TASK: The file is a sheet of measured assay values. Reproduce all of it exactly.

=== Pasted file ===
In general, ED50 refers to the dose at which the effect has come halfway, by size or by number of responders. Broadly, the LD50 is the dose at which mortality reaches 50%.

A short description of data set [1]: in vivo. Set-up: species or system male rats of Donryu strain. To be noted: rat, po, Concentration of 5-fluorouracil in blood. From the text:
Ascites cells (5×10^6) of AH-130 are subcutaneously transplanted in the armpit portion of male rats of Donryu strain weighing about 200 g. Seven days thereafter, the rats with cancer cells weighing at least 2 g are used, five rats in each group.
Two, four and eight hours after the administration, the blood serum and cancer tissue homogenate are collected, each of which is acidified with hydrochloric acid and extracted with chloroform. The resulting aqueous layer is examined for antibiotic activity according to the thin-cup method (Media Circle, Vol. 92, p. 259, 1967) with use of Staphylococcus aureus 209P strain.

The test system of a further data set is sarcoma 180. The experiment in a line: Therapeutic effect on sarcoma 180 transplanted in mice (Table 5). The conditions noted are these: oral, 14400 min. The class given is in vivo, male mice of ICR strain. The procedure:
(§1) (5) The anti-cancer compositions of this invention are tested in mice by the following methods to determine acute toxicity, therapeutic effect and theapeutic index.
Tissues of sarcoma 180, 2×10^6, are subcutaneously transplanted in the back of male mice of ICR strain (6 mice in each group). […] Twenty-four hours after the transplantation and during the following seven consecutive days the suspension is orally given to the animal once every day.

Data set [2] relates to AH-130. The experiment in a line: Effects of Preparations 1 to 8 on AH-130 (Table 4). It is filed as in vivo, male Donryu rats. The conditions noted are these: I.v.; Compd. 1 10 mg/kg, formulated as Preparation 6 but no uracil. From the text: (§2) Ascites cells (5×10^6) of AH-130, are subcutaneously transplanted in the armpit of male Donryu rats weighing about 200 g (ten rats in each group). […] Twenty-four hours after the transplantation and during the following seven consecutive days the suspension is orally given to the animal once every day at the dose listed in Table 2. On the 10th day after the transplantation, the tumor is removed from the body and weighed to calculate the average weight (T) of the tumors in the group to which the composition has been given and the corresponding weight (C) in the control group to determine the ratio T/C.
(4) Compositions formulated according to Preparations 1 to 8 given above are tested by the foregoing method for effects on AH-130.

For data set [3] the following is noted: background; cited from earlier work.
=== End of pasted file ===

In general, ED50 refers to the dose at which the effect has come halfway, by size or by number of responders. Broadly, the LD50 is the dose at which mortality reaches 50%.

A short description of data set [1]: in vivo. Set-up: species or system male rats of Donryu strain. To be noted: rat, po, Concentration of 5-fluorouracil in blood. From the text:
Ascites cells (5×10^6) of AH-130 are subcutaneously transplanted in the armpit portion of male rats of Donryu strain weighing about 200 g. Seven days thereafter, the rats with cancer cells weighing at least 2 g are used, five rats in each group.
Two, four and eight hours after the administration, the blood serum and cancer tissue homogenate are collected, each of which is acidified with hydrochloric acid and extracted with chloroform. The resulting aqueous layer is examined for antibiotic activity according to the thin-cup method (Media Circle, Vol. 92, p. 259, 1967) with use of Staphylococcus aureus 209P strain.

The test system of a further data set is sarcoma 180. The experiment in a line: Therapeutic effect on sarcoma 180 transplanted in mice (Table 5). The conditions noted are these: oral, 14400 min. The class given is in vivo, male mice of ICR strain. The procedure:
(§1) (5) The anti-cancer compositions of this invention are tested in mice by the following methods to determine acute toxicity, therapeutic effect and theapeutic index.
Tissues of sarcoma 180, 2×10^6, are subcutaneously transplanted in the back of male mice of ICR strain (6 mice in each group). […] Twenty-four hours after the transplantation and during the following seven consecutive days the suspension is orally given to the animal once every day.

Data set [2] relates to AH-130. The experiment in a line: Effects of Preparations 1 to 8 on AH-130 (Table 4). It is filed as in vivo, male Donryu rats. The conditions noted are these: I.v.; Compd. 1 10 mg/kg, formulated as Preparation 6 but no uracil. From the text: (§2) Ascites cells (5×10^6) of AH-130, are subcutaneously transplanted in the armpit of male Donryu rats weighing about 200 g (ten rats in each group). […] Twenty-four hours after the transplantation and during the following seven consecutive days the suspension is orally given to the animal once every day at the dose listed in Table 2. On the 10th day after the transplantation, the tumor is removed from the body and weighed to calculate the average weight (T) of the tumors in the group to which the composition has been given and the corresponding weight (C) in the control group to determine the ratio T/C.
(4) Compositions formulated according to Preparations 1 to 8 given above are tested by the foregoing method for effects on AH-130.

For data set [3] the following is noted: background; cited from earlier work.